Legitimate concerns about immigration reform ought to be addressed. But they should be discussed in an environment that is founded on shared democratic principles of respect and inclusion. This Commonwealth was founded and has prospered on such principles. If, as it appears, the focus is on the status of those immigrants who have not arrived in this country through a legally approved process, any legislative action should be clearly limited to address this concern on the narrowest terms possible and on terms that minimize possible adverse consequences on a Commonwealth full of immigrants and the descendants of immigrants who are here legally.

It is also imperative that any new legislative action include provisions that would penalize those who, under the guise of seeking to comply with the new laws, intentionally or unintentionally engage in discrimination against individuals simply because of their ancestry or because they may look or sound like they were not born here.

The Pennsylvania Human Relations Commission continues to lead Pennsylvanians in our collective struggle to achieve equal rights for all. In doing so we recognize that, at its core, this continuing struggle involves learning to appreciate, respect, and value the contributions of others — not only those who are most like us, but also those who are most different from us.

10 thoughts on “Guest Blogger: Stephen A. Glassman

  1. A couple of things I’m having trouble with in this posting:

    – Women, blacks, Jews, and non-Europeans were all U.S. citizens or legal immigrants. It seems like apples and oranges to say illegal immigrants are in the same situation as citizens were in.

    – Doesn’t it seem strange to say that making English the official language would be discriminatory, but saying that Puerto Ricans are citizens and that Spanish is their official language? Why can Puerto Rico have an official language but not PA?

  2. Thank you Mr Glassman, you said it very well.

    To answer anonymous’ concerns.

    The connection between citizens who were discriminated against, and illegal immigrants, is two fold. The first is the way the debate plays out as an attempt to punish a group of people, casting those people as bad people who are the cause of all ills in the region. The pejoratives are very similar, whether it was against the Irish, or Blacks, or Jews and Gays in Nazi Germany, or Illegal Immigrants today.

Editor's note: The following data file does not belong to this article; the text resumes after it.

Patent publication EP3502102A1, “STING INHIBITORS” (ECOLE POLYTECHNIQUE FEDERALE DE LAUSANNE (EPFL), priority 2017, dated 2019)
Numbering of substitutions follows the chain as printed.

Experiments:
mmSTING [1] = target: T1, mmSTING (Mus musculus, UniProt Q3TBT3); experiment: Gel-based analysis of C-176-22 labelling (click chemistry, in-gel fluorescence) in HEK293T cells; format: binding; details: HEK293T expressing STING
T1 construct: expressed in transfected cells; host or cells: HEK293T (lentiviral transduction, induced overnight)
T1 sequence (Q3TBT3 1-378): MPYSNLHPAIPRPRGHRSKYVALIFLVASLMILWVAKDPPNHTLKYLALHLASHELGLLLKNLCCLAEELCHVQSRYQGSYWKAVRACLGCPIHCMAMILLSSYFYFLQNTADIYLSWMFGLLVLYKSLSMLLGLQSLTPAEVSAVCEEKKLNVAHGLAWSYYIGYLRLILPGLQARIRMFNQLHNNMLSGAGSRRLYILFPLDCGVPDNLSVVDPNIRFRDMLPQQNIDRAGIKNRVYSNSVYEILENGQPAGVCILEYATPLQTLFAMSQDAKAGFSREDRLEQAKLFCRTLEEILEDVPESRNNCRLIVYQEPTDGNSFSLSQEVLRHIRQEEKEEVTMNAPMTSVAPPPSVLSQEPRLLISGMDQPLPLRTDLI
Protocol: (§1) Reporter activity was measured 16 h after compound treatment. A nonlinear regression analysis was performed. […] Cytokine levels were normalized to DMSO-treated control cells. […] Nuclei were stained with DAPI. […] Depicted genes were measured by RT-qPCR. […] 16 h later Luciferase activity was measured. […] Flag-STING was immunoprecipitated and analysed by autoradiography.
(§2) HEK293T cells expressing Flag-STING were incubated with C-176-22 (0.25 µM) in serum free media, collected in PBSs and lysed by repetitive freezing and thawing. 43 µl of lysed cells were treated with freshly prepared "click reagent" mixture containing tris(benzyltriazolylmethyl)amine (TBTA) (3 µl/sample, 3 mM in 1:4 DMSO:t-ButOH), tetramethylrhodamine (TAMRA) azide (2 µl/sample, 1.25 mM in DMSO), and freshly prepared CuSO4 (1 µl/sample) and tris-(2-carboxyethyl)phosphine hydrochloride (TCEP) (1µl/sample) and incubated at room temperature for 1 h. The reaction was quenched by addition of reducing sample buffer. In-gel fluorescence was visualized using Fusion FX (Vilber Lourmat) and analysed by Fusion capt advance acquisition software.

As an aside, my feeling is that the reason for a lot of this hate based rhetoric (both now and in the past) is a way to control people. Not so much to control the group being opressed, but as a way to control the majority. If you’re not with us, you’re against us, and you don’t want to be against us. My view is that the current immigration debate is a smoke screen by the Right to divert attention from the most massive failure of the Federal Government in a hundred years – and yes, I’m referring to Iraq (no WMDs and no pre-invasion connection to Al Queida), the borrow and spend Republicans cutting taxes and increasing the National Debt, trampling on the Constitution, Creationist lovers, etc etc. But that’s just my opinion, yours may differ.

    The second connection between citizens who were discriminated against, and illegal immigrants, is the result of the rhetoric. The (probably) unconstitutional laws restricting housing or whether someone can legally drive a car (the driving thing is a classic case of biting your tongue to spite your face, or however that saying goes – if they can’t have a driver’s licence, then they can’t have insurance, so the law abiding citizen pays higher insurance to cover uninsured motorists). Let’s put a face on this. Hazelton’s recent laws don’t just affect illegal aliens, and they don’t affect all illegal aliens equally. The effect is felt by all Hispanics, whether they are a citizen, a legal immigrant, or an illegal immigrant. Does everyone who rents an apartment in Hazelton have to show their Birth Certificate, or only Hispanics?

    Regarding your comment on Spanish and Puerto Rico. I think Mr Glassman’s point is that Spanish is the main language of Puerto Rica from a historical perspective, and is the language used in every day life today, irrespective of whether it is the official language or not. Puerto Rican’s are American citizens, and forcing the US Government to only use English to communicate with them would be really stupid.

    Cheers, Neil.

  3. Ranting and raving against illegal emigrants is just the last socially acceptable outlet for small minded, mean-spirited bigotry.

    Making English the “official language” is just a mean-spirited way of causing brown people pain and suffering simply for the color of their skin.

    That’s all there is to this “issue.” Look into your hart and tell me it isn’t true.

  4. I’ve looked into my heart.